CMS ($2000 – $25,000)

A CMS, like WordPress, is an invaluable tool.

CMS example: WordPress

For reference, a CMS is a type of software that lets your business create, manage, and update website content without coding knowledge. For many users, it’s similar to working in a word processing program like Microsoft Word.

CMS demonstration

With a CMS, your company can edit and update your website with ease. For example, if you want to change service or product pricing, you could easily log into your CMS and make the change, without contacting your developer.

On average, a CMS costs $2000 to $25,000.

In most cases, how much you invest in a CMS will depend on your preferred CMS and the amount of customization. If your design and development team spends more time customizing your CMS, it makes sense that your CMS will cost more.

Small business website calculator

Small business website costs depend on a range of factors, from design preferences to must-have features. That’s why web design calculators are so useful. They provide you with a price estimate based on your specific needs.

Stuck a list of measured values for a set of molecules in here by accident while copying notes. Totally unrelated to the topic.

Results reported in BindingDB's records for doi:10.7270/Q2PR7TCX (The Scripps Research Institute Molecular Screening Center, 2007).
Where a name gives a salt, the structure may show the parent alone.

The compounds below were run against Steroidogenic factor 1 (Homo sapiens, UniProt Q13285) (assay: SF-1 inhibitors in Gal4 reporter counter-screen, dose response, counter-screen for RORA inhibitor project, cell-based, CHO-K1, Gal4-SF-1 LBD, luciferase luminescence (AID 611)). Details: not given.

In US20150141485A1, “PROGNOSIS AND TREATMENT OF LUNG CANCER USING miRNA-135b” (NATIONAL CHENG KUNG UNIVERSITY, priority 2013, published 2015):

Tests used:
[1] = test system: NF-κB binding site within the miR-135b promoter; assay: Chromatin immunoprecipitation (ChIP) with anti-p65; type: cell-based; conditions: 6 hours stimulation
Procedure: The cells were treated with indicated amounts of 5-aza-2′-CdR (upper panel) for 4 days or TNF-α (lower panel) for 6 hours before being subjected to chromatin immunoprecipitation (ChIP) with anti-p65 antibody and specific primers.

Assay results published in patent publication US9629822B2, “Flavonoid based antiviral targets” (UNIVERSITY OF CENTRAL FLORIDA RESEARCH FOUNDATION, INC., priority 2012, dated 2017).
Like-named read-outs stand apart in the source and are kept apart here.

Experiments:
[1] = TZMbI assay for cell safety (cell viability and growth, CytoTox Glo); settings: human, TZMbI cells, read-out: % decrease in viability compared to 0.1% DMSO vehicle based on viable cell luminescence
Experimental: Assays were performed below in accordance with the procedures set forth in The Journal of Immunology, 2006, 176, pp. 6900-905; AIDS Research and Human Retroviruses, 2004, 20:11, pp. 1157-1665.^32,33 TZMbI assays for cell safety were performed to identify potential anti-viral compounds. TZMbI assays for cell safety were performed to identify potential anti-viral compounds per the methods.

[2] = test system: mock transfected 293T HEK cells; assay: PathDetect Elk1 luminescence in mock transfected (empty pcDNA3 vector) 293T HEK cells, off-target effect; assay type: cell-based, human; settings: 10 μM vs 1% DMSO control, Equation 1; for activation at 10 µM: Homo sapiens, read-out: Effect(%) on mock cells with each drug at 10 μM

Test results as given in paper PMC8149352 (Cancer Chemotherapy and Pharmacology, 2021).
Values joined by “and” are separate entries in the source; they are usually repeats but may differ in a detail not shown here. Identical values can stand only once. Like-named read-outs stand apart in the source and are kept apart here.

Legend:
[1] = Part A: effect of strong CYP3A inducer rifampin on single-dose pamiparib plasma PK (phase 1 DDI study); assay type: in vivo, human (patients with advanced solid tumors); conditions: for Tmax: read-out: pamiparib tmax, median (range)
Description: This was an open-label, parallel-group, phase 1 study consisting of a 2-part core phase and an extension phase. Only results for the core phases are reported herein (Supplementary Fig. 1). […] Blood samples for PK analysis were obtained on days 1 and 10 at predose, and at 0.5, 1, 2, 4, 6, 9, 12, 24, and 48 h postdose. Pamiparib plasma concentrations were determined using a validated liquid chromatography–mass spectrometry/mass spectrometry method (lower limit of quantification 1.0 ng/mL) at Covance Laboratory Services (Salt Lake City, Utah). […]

Try our free website design calculator and see how simple it is to calculate your web design costs.

OPTION 2: Attempt To Do It Yourself (DIY)

If you have a basic understanding of web technology and you’re fine doing the work yourself, you can totally build your own website.

The raw materials you’ll need aren’t horribly expensive:

  • Domain name: $10-$12/year to register a new domain. There are a zillion registrars to choose from. I prefer
  • Website hosting: Costs range from about $100/year for standard web hosting from companies like BlueHost or HostGator to $300-$500+/year for more robust web hosting from companies like WPengine or SiteGround — which really isn’t needed until your site is getting gobs of traffic (i.e. more than 100,000 visitors/month), at which time you could upgrade to a web server with more horsepower.